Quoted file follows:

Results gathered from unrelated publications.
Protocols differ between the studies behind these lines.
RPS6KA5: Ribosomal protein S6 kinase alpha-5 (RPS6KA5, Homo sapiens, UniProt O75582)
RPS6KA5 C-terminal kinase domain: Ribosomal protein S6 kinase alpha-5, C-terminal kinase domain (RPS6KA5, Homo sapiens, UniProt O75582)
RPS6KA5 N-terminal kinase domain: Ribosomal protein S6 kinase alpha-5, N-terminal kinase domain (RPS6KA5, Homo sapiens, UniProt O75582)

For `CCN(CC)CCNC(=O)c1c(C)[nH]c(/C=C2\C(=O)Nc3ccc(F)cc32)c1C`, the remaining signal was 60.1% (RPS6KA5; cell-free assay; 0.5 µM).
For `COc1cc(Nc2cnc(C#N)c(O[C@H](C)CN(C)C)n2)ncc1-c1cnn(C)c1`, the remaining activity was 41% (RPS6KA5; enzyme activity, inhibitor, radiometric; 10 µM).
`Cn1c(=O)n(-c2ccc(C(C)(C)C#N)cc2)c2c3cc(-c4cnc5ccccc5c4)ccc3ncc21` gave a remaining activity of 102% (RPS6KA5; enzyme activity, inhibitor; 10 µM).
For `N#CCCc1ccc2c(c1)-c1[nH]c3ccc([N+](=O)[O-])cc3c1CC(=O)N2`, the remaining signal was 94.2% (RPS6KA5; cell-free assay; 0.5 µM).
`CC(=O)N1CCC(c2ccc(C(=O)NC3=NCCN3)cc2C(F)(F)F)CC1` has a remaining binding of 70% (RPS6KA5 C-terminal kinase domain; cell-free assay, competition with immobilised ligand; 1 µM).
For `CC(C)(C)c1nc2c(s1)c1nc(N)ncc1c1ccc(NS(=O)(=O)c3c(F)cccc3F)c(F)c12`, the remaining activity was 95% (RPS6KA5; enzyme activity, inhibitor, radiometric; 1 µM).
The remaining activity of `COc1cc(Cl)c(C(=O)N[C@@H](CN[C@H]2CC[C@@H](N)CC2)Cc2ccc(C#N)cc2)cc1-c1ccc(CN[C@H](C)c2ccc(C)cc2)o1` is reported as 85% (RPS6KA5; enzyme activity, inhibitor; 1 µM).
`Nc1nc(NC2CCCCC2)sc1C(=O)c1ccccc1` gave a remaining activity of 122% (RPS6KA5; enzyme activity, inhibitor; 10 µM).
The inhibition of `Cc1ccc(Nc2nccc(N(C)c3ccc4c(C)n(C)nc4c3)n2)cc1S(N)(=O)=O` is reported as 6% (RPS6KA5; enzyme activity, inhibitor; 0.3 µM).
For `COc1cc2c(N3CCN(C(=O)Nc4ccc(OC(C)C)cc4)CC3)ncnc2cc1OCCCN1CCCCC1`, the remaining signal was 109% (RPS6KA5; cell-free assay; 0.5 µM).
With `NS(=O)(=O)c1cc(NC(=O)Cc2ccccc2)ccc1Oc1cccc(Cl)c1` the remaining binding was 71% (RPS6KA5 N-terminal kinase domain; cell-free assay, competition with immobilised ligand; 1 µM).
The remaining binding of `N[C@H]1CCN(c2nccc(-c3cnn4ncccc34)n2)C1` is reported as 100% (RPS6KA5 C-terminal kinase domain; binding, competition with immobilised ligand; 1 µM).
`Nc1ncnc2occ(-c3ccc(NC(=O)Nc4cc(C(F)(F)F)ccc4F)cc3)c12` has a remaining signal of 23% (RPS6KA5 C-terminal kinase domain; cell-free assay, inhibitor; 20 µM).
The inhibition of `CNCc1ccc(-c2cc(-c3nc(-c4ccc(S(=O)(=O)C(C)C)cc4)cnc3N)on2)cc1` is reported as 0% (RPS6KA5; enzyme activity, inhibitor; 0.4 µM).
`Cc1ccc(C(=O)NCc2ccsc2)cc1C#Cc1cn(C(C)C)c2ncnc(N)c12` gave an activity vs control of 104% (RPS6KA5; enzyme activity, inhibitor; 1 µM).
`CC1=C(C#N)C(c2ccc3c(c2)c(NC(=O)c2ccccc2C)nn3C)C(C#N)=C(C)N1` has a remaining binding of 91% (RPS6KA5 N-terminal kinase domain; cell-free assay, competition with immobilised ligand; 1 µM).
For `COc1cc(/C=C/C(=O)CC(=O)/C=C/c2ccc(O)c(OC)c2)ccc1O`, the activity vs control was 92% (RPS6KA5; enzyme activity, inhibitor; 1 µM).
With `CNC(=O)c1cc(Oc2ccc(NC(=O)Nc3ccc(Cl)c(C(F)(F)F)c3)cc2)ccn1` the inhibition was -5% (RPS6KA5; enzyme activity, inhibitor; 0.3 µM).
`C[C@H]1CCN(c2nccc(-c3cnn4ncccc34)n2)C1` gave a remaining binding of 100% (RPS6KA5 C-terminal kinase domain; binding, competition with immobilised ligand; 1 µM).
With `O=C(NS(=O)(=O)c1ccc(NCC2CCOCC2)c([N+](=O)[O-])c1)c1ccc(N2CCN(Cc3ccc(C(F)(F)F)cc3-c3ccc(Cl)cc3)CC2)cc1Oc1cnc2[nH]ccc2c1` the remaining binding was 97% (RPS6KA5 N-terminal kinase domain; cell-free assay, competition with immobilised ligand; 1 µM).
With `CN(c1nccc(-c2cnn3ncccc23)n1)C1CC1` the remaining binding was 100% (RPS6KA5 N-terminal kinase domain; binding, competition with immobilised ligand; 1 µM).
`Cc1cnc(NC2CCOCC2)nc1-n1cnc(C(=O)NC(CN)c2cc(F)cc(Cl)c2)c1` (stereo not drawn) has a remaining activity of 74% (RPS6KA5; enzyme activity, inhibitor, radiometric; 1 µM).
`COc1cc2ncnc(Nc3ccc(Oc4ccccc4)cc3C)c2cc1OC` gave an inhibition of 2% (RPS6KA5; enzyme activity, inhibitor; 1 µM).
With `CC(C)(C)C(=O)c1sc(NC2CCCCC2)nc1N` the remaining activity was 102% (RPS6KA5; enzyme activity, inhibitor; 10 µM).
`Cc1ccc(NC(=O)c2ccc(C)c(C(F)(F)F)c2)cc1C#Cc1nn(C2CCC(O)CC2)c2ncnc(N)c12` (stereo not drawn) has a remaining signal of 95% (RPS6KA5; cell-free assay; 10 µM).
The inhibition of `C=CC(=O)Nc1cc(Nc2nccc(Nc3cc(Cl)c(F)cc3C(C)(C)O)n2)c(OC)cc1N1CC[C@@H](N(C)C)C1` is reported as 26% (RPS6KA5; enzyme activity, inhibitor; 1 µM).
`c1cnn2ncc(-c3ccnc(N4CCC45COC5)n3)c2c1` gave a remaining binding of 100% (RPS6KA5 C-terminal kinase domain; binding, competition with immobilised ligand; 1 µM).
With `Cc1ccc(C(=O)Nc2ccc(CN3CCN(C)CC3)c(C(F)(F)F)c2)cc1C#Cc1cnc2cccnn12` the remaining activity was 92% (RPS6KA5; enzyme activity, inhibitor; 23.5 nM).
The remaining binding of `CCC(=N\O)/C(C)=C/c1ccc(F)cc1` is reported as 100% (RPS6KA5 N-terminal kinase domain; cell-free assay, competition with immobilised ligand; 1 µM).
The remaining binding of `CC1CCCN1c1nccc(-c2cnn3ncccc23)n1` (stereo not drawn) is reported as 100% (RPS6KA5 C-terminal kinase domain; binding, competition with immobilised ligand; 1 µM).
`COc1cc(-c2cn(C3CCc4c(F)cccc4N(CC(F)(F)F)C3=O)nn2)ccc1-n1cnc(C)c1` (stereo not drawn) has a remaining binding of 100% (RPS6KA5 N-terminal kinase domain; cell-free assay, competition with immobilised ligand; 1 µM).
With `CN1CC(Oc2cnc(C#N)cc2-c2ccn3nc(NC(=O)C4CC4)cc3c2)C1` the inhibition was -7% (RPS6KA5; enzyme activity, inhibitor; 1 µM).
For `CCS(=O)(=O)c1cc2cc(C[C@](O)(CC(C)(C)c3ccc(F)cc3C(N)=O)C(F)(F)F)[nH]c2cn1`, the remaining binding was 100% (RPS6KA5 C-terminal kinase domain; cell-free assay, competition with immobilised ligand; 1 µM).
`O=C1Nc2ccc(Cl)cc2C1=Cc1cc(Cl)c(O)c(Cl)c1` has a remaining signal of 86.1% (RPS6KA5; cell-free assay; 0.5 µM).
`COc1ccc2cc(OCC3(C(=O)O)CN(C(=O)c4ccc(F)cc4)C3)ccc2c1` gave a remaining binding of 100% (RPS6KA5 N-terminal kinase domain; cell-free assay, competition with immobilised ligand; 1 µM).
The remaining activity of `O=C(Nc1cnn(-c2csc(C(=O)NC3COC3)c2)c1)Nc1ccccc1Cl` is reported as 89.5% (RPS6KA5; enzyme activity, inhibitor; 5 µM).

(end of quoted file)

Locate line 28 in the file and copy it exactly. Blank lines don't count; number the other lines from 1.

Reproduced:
`COc1cc2ncnc(Nc3ccc(Oc4ccccc4)cc3C)c2cc1OC` gave an inhibition of 2% (RPS6KA5; enzyme activity, inhibitor; 1 µM).